Shortlisted for IFG Ulm designing politics programme
Response to Design Observer's "Ethnographic Turn in Design"

Mapping Design Policy Landscape

As part of a conversation I had with Ken Friedman on Saturday, I mapped today the landscape of "Design Policy" or Design and Governmentality. I put it in quotes because the term encapsolates four different agendas in the relationship between design and policy making.


Policy as Designed focuses on the political science work of people lik Helen Ingram and Ann Schneider. This focuses on the processes of policy formation in terms of policy analysts and decision-makers and their effect on democracy and everyday citizen engagement with government. This is the broad context of design policy as policy.  What are the social contexts in which these policies are made, what are the main issues and how they are framed, and what are the processes of policy creation around design? This is important in terms of the analyzing both the policy world itself and how "design policy" functions within that world.

Innovation policy is what I think is both the dominant discourse of "design policy" as it moves away from the focus on design itself, perceived as aesthetics, towards science and engineering. Few countries have official national design policies (I've counted 11 countries), but many more have innovation policies which can be inclusive of design. I think Design Managment and, in particular, industrial design management plays into  and desires to play in this area of policy because it links design to the funding dollars and prestige that comes with the role of innovation in driving national economic competitiveness.  The Innovation Center in Basque region Spain had changed from a design center to an innovation center with the mandate to focus on small and medium enterprise support.  The work the Gisele Raulik at Wales Design falls into this category, as well as, to some extent the British Design Council.  China, Japan, India, and most of the developed and developing nations have innovation policies, but again their are often linked to technology and the sciences.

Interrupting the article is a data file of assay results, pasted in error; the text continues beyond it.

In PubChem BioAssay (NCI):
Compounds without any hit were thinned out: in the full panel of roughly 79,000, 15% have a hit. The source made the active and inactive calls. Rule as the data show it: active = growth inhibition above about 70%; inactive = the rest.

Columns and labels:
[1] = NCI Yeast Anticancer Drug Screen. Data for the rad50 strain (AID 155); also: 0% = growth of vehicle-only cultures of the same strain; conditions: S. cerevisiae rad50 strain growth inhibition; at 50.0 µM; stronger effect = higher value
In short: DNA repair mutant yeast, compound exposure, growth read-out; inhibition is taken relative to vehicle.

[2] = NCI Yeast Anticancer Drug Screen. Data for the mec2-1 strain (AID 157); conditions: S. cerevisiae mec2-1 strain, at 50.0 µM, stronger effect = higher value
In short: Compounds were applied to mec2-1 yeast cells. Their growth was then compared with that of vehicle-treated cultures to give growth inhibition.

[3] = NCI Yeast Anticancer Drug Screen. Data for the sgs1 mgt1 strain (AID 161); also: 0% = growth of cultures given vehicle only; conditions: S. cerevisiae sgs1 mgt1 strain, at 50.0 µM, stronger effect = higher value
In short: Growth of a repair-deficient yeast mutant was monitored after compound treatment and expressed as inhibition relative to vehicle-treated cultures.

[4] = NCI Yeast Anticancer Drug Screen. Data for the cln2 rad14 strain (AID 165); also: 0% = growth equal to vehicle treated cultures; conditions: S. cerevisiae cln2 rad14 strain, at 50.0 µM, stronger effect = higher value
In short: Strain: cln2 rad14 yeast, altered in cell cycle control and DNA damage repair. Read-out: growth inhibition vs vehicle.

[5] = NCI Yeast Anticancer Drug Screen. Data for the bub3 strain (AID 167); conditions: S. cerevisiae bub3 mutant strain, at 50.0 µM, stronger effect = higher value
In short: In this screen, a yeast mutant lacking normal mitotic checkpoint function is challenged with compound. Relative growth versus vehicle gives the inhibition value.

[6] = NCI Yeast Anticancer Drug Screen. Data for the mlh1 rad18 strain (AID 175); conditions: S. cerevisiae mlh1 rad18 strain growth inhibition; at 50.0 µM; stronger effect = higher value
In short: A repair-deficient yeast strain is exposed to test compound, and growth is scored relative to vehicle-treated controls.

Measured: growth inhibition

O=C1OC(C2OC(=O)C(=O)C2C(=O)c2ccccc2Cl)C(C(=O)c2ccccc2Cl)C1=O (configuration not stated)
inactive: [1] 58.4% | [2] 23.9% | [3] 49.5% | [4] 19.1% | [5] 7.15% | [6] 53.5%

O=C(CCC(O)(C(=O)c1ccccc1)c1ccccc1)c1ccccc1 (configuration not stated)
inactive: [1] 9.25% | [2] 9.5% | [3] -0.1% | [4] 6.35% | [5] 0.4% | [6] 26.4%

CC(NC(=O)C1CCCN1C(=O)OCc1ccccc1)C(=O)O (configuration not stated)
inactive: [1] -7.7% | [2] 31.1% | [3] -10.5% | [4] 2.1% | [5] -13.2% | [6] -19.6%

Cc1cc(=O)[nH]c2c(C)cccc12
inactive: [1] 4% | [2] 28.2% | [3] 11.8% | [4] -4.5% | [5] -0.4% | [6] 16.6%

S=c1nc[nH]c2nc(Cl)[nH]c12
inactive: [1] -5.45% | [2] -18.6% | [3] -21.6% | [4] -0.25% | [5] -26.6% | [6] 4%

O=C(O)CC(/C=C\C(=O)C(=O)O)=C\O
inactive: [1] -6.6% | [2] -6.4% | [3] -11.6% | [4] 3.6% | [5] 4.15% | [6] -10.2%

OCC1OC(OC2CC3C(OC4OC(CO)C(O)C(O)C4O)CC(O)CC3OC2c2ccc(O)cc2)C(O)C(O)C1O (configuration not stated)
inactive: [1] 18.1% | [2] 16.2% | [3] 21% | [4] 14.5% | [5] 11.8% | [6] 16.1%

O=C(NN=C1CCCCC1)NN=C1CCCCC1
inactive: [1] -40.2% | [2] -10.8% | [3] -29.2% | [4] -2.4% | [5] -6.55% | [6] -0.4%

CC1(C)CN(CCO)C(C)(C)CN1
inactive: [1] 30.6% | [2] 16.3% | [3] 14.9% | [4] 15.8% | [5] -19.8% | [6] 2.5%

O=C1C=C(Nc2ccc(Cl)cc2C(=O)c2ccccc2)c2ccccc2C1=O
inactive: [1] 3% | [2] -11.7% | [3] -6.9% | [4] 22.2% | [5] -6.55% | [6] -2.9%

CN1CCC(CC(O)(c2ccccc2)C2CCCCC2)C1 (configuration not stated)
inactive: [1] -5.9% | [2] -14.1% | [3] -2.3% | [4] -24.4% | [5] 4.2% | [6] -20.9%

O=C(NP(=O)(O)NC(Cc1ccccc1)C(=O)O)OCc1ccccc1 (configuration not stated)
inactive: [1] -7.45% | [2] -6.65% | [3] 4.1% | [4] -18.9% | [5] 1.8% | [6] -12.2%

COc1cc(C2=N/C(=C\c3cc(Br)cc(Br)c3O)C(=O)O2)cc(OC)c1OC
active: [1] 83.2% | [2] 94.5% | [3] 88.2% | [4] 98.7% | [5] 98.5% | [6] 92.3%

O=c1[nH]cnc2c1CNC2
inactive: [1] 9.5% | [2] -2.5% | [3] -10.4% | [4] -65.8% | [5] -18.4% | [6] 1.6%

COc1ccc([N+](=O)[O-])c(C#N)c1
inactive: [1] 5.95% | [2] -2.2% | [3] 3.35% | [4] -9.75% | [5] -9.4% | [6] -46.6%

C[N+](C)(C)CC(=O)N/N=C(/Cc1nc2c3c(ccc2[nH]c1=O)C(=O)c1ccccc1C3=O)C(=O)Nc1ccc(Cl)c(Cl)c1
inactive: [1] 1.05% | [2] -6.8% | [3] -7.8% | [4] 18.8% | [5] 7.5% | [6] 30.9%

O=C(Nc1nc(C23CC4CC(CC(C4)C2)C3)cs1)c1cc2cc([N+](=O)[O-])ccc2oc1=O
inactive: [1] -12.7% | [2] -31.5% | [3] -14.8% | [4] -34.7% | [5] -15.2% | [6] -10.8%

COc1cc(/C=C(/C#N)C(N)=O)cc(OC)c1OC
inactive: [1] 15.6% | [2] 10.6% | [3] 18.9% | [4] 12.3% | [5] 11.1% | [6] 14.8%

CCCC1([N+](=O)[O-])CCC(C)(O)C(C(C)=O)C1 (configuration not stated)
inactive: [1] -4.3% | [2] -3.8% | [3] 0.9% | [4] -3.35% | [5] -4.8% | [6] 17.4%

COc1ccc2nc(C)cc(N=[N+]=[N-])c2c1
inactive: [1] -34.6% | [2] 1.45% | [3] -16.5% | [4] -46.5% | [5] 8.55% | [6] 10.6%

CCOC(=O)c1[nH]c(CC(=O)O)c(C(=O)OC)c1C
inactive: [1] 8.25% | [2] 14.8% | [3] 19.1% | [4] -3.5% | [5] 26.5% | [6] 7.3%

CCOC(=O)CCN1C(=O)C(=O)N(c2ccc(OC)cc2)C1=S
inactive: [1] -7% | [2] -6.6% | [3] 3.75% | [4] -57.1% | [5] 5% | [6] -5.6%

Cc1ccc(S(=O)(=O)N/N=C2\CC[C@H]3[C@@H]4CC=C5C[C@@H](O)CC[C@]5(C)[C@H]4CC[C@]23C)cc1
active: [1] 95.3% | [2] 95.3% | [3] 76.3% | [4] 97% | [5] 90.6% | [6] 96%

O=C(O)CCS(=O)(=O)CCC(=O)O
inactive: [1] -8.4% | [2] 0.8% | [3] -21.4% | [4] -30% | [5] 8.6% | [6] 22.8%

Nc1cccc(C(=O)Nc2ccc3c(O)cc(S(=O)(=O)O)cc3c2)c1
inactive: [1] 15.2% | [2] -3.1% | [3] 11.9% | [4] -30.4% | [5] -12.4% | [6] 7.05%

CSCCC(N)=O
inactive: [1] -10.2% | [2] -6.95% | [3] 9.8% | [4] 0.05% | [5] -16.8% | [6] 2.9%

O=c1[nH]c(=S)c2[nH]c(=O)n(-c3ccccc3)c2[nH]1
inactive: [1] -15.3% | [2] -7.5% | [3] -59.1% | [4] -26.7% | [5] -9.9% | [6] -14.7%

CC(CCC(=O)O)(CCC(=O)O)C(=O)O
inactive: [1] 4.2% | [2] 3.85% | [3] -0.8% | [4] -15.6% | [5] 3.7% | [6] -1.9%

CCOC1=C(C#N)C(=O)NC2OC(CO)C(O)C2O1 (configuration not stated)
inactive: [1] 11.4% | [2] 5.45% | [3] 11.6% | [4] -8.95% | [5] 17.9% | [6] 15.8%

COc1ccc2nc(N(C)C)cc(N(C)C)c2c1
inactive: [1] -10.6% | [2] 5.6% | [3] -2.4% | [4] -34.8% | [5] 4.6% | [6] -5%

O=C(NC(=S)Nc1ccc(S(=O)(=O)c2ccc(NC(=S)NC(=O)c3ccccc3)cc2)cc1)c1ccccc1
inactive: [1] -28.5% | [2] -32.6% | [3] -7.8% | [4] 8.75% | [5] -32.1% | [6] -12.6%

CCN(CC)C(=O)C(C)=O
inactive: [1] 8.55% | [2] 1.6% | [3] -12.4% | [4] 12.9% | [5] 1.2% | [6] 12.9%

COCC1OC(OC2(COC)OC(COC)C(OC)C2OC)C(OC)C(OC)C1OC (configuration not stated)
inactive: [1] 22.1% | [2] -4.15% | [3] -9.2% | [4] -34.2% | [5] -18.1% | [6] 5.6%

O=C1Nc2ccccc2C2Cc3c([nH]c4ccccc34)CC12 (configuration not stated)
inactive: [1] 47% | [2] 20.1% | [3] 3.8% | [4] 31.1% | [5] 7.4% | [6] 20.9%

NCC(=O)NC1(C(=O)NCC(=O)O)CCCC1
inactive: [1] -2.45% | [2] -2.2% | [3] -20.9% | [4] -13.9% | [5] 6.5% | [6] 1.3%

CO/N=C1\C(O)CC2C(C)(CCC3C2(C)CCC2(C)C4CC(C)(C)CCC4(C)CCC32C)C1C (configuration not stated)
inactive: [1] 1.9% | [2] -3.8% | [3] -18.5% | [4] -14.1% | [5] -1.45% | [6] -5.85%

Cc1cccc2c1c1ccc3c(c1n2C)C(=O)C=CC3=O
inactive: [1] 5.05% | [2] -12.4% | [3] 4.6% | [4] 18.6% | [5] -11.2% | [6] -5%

As well articulated by Ken Friedman,  design promotion focuses on elevating the awareness of the design industry within a nation. The Scandinavian design policies as well as many of the national design councils, centers, etc. in Europe, Asia, Africa, and Latin America have the promotion of national designers and design artifacts as thier mandate. They rely on exhibits, design museums and shops, publications and websites to communicate externally the value of design. For their members, they provide visibility, resources, and community. In the USA, the professional design organizations play this role whereas in other countries it is normally a  government funded design center that does this.

Design standards for me is the most interested area of design policy because it operates almost in stealth mode. Design for inclusion, safety, sustainability, and quality seem to me to be the most sustainable and effective way to engage with a design policy on the national level. If the standards can work at the level of policy, then they become embedded in the everyday practices of governance and thus the nation. Because they have the force of "rules," they are harder to ignore or cut out of the budget when their is an economic downturn. So design and governmentality lives at the intersection of design standards and design as policy, but drawing upon (1) the promotion of design to get the social capital to engage with standards making (as opposed to standardization) and guiding the interpretation of standards and (2) innovation policies to use design to make innovations in governance.

So this is the universe within which I dwell.


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